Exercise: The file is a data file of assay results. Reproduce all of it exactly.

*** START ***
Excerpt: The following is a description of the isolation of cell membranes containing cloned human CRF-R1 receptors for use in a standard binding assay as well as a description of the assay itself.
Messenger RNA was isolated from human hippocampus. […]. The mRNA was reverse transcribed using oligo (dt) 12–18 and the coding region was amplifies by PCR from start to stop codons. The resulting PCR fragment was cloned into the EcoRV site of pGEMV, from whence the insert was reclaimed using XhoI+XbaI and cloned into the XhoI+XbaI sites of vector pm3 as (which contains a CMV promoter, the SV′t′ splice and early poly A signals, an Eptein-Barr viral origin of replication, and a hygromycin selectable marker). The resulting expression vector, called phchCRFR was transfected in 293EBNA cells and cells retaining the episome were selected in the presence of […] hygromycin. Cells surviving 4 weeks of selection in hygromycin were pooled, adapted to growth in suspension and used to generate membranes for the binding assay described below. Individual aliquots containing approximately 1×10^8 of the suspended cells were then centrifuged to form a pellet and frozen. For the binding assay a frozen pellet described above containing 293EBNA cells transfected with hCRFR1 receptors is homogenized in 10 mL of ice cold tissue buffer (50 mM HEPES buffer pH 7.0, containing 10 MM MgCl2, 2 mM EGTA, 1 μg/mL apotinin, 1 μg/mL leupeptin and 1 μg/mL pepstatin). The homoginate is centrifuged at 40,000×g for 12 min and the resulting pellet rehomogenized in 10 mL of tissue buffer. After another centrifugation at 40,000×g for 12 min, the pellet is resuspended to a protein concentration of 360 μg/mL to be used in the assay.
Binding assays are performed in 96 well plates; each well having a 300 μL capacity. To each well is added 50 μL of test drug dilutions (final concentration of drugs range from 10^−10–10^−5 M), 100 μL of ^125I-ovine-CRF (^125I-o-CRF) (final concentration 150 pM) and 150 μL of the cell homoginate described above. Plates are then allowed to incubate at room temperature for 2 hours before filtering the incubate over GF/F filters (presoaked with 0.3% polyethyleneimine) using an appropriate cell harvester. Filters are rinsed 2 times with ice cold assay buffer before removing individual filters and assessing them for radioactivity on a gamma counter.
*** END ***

Excerpt: The following is a description of the isolation of cell membranes containing cloned human CRF-R1 receptors for use in a standard binding assay as well as a description of the assay itself.
Messenger RNA was isolated from human hippocampus. […]. The mRNA was reverse transcribed using oligo (dt) 12–18 and the coding region was amplifies by PCR from start to stop codons. The resulting PCR fragment was cloned into the EcoRV site of pGEMV, from whence the insert was reclaimed using XhoI+XbaI and cloned into the XhoI+XbaI sites of vector pm3 as (which contains a CMV promoter, the SV′t′ splice and early poly A signals, an Eptein-Barr viral origin of replication, and a hygromycin selectable marker). The resulting expression vector, called phchCRFR was transfected in 293EBNA cells and cells retaining the episome were selected in the presence of […] hygromycin. Cells surviving 4 weeks of selection in hygromycin were pooled, adapted to growth in suspension and used to generate membranes for the binding assay described below. Individual aliquots containing approximately 1×10^8 of the suspended cells were then centrifuged to form a pellet and frozen. For the binding assay a frozen pellet described above containing 293EBNA cells transfected with hCRFR1 receptors is homogenized in 10 mL of ice cold tissue buffer (50 mM HEPES buffer pH 7.0, containing 10 MM MgCl2, 2 mM EGTA, 1 μg/mL apotinin, 1 μg/mL leupeptin and 1 μg/mL pepstatin). The homoginate is centrifuged at 40,000×g for 12 min and the resulting pellet rehomogenized in 10 mL of tissue buffer. After another centrifugation at 40,000×g for 12 min, the pellet is resuspended to a protein concentration of 360 μg/mL to be used in the assay.
Binding assays are performed in 96 well plates; each well having a 300 μL capacity. To each well is added 50 μL of test drug dilutions (final concentration of drugs range from 10^−10–10^−5 M), 100 μL of ^125I-ovine-CRF (^125I-o-CRF) (final concentration 150 pM) and 150 μL of the cell homoginate described above. Plates are then allowed to incubate at room temperature for 2 hours before filtering the incubate over GF/F filters (presoaked with 0.3% polyethyleneimine) using an appropriate cell harvester. Filters are rinsed 2 times with ice cold assay buffer before removing individual filters and assessing them for radioactivity on a gamma counter.